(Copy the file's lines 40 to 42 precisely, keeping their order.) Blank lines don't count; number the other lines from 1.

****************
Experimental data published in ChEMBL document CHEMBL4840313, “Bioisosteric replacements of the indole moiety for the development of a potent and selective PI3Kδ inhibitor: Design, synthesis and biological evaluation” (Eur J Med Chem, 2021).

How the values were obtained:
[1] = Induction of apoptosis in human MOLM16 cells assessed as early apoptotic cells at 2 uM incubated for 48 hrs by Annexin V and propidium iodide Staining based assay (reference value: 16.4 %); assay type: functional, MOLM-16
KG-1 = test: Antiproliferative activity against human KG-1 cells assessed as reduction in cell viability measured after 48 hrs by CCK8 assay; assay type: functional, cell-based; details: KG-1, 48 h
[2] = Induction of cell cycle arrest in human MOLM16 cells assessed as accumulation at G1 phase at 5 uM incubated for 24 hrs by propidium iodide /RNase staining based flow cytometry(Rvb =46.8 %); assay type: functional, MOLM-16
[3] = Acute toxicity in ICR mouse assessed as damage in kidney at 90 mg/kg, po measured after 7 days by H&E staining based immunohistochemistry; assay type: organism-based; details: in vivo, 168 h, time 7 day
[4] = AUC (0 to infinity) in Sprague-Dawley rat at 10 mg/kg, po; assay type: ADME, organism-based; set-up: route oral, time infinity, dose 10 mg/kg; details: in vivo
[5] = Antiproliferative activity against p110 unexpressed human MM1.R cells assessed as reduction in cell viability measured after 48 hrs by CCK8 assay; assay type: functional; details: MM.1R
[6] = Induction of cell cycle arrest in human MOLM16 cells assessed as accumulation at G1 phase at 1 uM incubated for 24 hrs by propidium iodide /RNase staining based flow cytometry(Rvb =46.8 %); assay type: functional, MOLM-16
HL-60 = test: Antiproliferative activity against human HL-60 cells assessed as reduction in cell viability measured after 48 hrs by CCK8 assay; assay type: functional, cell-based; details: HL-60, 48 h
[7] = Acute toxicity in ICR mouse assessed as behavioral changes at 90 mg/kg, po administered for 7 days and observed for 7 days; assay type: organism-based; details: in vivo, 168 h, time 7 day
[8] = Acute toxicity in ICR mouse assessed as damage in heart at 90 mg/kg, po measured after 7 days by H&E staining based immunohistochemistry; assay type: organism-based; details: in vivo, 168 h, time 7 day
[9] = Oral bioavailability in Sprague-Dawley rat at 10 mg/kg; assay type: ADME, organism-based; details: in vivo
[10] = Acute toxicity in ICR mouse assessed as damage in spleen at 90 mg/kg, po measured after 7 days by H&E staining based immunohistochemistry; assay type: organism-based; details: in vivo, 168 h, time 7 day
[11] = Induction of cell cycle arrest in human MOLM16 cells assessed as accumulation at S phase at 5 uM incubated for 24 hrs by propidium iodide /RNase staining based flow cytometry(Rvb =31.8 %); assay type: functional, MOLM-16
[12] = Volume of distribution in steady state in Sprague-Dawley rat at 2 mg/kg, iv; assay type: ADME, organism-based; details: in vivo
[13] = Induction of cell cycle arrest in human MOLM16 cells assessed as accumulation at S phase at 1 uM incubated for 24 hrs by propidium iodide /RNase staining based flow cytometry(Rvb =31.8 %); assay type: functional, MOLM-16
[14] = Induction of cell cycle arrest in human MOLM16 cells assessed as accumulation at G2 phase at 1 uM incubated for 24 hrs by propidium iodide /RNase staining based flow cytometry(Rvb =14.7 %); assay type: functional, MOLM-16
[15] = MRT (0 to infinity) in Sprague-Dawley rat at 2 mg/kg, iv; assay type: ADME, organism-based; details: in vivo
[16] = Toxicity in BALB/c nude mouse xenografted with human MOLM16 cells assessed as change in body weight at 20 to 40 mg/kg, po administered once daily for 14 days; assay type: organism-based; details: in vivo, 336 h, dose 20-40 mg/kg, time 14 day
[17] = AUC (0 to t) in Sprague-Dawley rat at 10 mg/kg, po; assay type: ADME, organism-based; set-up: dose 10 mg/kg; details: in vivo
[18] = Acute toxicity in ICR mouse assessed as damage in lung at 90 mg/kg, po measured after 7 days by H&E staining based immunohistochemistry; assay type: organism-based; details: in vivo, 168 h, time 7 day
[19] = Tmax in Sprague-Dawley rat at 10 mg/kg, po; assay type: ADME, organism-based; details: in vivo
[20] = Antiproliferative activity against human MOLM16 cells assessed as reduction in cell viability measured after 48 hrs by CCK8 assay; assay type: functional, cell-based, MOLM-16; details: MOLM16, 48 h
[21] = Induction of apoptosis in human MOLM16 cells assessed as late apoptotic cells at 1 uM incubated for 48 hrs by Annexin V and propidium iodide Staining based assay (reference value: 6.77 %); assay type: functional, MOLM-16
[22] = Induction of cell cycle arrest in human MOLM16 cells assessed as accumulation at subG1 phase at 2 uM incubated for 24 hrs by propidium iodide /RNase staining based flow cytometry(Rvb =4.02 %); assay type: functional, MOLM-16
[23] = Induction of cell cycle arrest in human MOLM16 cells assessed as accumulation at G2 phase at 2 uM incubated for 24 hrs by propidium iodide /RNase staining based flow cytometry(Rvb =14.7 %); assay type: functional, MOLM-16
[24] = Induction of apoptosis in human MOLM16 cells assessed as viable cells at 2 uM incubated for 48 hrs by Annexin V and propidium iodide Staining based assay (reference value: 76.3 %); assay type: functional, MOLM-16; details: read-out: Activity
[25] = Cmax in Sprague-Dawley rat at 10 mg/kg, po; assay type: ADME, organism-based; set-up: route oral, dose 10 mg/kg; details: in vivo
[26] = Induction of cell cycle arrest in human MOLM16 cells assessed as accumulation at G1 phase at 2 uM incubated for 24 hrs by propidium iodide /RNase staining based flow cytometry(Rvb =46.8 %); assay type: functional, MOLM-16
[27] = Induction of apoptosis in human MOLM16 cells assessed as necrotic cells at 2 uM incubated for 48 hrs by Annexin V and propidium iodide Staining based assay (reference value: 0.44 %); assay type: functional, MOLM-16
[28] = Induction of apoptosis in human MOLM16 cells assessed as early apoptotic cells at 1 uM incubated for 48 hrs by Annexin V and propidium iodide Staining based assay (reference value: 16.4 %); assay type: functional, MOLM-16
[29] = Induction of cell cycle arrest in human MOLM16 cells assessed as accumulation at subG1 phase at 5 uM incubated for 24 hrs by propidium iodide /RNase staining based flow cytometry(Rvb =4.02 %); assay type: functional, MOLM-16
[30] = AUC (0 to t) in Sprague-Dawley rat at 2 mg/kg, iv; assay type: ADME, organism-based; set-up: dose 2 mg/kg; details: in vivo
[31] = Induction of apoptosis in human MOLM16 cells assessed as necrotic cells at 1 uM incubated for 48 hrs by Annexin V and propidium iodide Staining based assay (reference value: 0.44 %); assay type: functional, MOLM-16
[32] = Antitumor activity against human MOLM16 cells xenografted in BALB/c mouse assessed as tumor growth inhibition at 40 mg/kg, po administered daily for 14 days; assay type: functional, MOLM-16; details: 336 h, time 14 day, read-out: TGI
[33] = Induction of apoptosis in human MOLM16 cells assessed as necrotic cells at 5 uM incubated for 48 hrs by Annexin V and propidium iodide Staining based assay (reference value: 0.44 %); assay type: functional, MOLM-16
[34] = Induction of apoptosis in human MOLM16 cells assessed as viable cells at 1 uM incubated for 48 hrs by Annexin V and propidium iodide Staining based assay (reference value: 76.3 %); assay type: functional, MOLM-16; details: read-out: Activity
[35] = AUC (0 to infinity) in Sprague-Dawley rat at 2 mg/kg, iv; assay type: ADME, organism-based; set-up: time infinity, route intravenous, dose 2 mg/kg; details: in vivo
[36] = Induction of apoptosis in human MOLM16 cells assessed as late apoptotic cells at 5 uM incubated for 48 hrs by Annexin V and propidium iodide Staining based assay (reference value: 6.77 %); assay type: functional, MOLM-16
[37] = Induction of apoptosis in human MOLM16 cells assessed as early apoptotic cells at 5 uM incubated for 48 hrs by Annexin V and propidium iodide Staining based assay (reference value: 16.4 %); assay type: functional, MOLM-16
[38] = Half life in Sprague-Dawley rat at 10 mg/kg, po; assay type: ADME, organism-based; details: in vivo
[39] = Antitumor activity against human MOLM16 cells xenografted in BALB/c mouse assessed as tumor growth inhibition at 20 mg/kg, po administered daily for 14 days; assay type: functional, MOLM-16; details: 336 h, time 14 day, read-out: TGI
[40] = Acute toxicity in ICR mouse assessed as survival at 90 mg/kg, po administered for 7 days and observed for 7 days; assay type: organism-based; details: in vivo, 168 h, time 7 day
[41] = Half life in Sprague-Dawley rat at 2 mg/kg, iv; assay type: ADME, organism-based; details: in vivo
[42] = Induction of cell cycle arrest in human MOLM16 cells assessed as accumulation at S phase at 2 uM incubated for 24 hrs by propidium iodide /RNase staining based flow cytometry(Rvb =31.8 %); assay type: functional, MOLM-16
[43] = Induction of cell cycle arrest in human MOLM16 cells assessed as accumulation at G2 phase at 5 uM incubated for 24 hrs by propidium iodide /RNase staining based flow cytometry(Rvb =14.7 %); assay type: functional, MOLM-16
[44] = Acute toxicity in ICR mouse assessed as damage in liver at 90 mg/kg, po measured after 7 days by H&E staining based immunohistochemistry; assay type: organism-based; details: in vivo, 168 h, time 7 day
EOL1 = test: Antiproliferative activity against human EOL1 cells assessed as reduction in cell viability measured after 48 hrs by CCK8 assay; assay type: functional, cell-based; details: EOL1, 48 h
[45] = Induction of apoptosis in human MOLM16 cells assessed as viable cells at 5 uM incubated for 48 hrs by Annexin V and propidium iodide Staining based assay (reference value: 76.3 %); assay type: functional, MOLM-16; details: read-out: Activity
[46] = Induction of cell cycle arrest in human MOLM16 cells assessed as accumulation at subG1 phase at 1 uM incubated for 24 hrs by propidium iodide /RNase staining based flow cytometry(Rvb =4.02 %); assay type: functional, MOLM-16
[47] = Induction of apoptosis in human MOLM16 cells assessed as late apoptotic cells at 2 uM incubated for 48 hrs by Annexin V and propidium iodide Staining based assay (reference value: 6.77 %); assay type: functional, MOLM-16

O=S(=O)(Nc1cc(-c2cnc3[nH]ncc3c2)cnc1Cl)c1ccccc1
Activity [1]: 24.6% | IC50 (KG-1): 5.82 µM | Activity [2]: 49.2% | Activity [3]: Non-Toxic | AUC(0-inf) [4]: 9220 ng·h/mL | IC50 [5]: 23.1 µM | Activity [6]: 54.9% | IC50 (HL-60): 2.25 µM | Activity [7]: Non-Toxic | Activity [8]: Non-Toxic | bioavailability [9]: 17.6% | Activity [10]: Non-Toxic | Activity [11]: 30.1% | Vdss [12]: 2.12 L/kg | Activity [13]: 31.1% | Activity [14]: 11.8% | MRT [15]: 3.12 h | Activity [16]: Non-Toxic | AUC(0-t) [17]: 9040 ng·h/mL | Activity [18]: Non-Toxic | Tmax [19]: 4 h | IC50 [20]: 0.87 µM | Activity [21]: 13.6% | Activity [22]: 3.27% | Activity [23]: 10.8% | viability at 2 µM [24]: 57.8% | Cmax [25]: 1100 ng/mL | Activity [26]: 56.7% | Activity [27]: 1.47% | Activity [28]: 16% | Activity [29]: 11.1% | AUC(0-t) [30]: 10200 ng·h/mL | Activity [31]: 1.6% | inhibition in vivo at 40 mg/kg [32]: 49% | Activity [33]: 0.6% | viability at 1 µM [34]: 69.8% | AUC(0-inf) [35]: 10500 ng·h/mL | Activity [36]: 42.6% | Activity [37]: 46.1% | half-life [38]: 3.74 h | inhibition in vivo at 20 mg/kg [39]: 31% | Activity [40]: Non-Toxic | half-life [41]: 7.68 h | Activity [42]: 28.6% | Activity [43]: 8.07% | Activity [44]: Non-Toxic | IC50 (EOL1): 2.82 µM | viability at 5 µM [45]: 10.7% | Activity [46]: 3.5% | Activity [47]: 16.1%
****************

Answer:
[36] = Induction of apoptosis in human MOLM16 cells assessed as late apoptotic cells at 5 uM incubated for 48 hrs by Annexin V and propidium iodide Staining based assay (reference value: 6.77 %); assay type: functional, MOLM-16
[37] = Induction of apoptosis in human MOLM16 cells assessed as early apoptotic cells at 5 uM incubated for 48 hrs by Annexin V and propidium iodide Staining based assay (reference value: 16.4 %); assay type: functional, MOLM-16
[38] = Half life in Sprague-Dawley rat at 10 mg/kg, po; assay type: ADME, organism-based; details: in vivo